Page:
Monday, March 7, 2011



'Any Human Heart'

Julien Ovenden

From Wikipedia:
Ernest Miller Hemingway (July 21, 1899 – July 2, 1961) was an American author and journalist. His distinctive writing style, characterized by economy and understatement, influenced 20th-century fiction, as did his life of adventure and public image. He produced most of his work between the mid-1920s and the mid-1950s. He won the Nobel Prize in Literature in 1954. Hemingway's fiction was successful because the characters he presented exhibited authenticity that resonated with his audience. Many of his works are classics of American literature. He published seven novels, six short story collections, and two non-fiction works during his lifetime; a further three novels, four collections of short stories, and three non-fiction works were published posthumously.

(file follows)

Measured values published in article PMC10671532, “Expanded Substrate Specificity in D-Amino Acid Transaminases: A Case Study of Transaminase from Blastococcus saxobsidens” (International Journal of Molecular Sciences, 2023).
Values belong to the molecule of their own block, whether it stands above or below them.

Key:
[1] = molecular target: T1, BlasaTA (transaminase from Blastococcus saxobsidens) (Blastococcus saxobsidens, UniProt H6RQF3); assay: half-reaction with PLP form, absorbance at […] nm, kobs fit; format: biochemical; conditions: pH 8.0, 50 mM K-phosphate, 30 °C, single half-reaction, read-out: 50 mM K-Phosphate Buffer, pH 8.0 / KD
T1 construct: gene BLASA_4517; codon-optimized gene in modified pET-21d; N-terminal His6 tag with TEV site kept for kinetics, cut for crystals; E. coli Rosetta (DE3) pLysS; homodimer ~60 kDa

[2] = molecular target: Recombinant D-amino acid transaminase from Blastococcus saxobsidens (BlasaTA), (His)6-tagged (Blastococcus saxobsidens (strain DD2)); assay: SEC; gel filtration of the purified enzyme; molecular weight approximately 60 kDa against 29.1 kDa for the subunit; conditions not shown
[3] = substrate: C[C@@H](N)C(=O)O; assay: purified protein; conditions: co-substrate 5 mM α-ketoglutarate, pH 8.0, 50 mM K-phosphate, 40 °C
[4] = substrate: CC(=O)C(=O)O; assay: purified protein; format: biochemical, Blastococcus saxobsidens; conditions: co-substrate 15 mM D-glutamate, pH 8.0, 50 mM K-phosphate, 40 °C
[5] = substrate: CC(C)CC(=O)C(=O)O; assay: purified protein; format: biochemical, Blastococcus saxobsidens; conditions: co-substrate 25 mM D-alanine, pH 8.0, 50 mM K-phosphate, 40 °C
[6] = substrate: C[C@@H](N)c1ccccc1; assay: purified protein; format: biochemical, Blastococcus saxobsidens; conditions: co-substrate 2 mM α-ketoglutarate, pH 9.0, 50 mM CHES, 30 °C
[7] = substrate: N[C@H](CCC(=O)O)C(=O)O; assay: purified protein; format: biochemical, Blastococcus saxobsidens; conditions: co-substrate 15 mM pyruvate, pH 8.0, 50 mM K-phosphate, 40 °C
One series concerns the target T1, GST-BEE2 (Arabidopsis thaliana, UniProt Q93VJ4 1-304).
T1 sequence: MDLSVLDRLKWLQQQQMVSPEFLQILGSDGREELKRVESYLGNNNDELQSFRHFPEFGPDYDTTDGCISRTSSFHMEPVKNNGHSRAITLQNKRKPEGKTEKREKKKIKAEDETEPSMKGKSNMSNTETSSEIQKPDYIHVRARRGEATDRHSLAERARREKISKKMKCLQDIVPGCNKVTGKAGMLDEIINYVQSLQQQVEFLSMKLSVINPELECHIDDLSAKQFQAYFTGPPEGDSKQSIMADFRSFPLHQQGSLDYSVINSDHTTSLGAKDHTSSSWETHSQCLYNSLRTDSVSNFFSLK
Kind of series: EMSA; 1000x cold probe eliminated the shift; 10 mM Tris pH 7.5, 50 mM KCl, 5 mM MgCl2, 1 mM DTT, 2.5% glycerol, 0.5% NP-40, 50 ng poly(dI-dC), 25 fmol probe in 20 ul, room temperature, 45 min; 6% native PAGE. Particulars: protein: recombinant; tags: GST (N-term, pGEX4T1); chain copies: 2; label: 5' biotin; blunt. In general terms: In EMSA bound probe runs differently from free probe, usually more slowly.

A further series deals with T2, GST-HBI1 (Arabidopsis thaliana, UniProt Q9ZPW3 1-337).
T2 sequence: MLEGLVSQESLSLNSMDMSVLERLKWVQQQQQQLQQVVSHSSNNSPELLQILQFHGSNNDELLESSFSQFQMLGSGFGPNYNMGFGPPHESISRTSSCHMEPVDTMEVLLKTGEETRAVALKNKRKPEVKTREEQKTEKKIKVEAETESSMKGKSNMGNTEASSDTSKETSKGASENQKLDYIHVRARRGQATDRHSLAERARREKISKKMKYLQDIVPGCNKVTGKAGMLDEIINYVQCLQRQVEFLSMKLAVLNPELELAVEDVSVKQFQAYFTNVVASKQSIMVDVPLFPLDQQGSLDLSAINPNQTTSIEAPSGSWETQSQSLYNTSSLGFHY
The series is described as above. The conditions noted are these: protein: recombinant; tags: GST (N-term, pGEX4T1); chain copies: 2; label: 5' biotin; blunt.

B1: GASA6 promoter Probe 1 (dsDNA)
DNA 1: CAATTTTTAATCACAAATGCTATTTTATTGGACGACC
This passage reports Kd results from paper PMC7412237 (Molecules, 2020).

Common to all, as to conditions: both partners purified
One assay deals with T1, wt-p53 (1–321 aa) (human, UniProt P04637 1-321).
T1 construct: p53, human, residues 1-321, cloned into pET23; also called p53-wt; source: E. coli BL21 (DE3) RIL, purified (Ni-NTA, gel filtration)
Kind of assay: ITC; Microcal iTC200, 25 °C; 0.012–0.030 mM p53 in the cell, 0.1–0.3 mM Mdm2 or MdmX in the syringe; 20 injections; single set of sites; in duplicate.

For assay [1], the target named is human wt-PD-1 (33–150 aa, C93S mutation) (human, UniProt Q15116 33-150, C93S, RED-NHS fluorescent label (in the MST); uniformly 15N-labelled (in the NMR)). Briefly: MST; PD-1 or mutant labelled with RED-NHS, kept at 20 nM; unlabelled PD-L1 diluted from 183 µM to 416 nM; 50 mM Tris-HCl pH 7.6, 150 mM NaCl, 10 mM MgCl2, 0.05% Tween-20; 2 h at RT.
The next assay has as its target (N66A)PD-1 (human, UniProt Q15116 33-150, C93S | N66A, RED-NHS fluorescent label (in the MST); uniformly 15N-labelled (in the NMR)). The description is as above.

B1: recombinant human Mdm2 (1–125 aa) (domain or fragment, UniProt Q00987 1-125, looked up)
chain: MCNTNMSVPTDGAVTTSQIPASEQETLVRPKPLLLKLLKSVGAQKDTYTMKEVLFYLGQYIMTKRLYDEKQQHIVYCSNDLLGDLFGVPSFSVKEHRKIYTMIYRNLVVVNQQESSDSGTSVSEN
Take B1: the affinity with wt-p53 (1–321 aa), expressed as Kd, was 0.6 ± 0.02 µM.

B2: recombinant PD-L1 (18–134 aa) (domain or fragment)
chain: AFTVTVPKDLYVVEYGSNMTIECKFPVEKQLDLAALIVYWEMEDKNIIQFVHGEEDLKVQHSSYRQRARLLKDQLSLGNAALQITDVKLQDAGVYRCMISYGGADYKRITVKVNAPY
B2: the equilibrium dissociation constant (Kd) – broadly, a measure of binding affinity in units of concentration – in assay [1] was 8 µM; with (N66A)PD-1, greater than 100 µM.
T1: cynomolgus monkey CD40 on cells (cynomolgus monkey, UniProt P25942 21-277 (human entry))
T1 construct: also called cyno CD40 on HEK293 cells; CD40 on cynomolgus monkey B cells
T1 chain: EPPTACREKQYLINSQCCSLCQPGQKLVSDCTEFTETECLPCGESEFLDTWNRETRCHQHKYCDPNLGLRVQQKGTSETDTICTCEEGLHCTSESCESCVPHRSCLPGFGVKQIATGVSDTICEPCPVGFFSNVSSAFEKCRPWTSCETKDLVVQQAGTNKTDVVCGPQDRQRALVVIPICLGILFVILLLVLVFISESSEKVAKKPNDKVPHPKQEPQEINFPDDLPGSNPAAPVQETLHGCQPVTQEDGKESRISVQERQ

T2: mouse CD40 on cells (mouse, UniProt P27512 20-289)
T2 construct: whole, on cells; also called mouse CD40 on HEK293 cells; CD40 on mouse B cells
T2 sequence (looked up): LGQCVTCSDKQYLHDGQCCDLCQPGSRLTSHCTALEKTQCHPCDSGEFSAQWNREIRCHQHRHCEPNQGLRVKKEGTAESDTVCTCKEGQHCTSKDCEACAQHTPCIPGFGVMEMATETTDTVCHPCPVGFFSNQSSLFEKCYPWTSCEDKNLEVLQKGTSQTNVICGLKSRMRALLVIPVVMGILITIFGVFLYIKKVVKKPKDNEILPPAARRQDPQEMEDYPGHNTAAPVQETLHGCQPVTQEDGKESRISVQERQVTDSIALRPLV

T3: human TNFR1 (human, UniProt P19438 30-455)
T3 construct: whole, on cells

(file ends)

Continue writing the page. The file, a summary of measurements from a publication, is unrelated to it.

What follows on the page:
In 1937 Hemingway agreed to report on the Spanish Civil War for the North American Newspaper Alliance (NANA). In March he arrived in Spain with Dutch filmmaker Joris Ivens. Ivens, who was filming The Spanish Earth, needed Hemingway as a screenwriter to replace John Dos Passos, who left the project when his friend José Robles was arrested and later executed. The incident changed Dos Passos' opinion of the leftist republicans, which created a rift between him and Hemingway, who spread a rumor that Dos Passos was a coward for leaving Spain.

Journalist and writer Martha Gellhorn, whom Hemingway had met in Key West the previous Christmas (1936), joined him in Spain. Like Hadley, Martha was a native of St. Louis, and like Pauline, she had worked for Vogue in Paris. Of Martha, Kert explains, "she never catered to him the way other women did." Late in 1937, while in Madrid with Martha, Hemingway wrote his only play, The Fifth Column, as the city was being bombarded. He returned to Key West for a few months, then back to Spain twice in 1938. He was present at the Battle of the Ebro, the last republican stand, and was among fellow British and American journalists who were some of the last to leave the battle as they crossed the river.


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